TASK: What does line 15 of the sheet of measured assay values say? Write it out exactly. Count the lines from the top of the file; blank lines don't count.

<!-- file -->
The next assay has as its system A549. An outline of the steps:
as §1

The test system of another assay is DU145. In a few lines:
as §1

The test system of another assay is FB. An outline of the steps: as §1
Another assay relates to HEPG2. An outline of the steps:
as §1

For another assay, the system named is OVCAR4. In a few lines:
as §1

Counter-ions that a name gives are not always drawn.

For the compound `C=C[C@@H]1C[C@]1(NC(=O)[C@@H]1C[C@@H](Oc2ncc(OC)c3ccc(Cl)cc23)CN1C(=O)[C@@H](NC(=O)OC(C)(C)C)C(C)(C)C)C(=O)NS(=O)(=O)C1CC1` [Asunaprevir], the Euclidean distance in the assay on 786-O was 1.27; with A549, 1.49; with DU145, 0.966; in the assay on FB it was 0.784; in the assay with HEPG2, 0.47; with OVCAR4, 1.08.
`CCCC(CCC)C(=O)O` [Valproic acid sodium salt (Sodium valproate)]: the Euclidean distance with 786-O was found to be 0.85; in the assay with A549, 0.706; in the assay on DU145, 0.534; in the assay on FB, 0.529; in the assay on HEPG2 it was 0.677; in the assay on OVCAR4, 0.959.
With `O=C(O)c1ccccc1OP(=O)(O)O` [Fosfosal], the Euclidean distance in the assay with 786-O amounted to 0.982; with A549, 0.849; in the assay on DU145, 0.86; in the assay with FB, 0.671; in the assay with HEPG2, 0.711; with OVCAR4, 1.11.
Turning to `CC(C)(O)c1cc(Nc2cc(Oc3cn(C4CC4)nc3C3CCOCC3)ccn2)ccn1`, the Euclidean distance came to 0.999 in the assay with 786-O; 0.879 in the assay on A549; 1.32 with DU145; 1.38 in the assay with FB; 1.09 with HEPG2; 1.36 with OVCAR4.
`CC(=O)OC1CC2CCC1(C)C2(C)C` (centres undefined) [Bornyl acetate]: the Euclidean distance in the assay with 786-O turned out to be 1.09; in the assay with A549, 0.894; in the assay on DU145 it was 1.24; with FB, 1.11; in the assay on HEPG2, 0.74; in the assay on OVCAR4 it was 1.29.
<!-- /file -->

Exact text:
`CC(=O)OC1CC2CCC1(C)C2(C)C` (centres undefined) [Bornyl acetate]: the Euclidean distance in the assay with 786-O turned out to be 1.09; in the assay with A549, 0.894; in the assay on DU145 it was 1.24; with FB, 1.11; in the assay on HEPG2, 0.74; in the assay on OVCAR4 it was 1.29.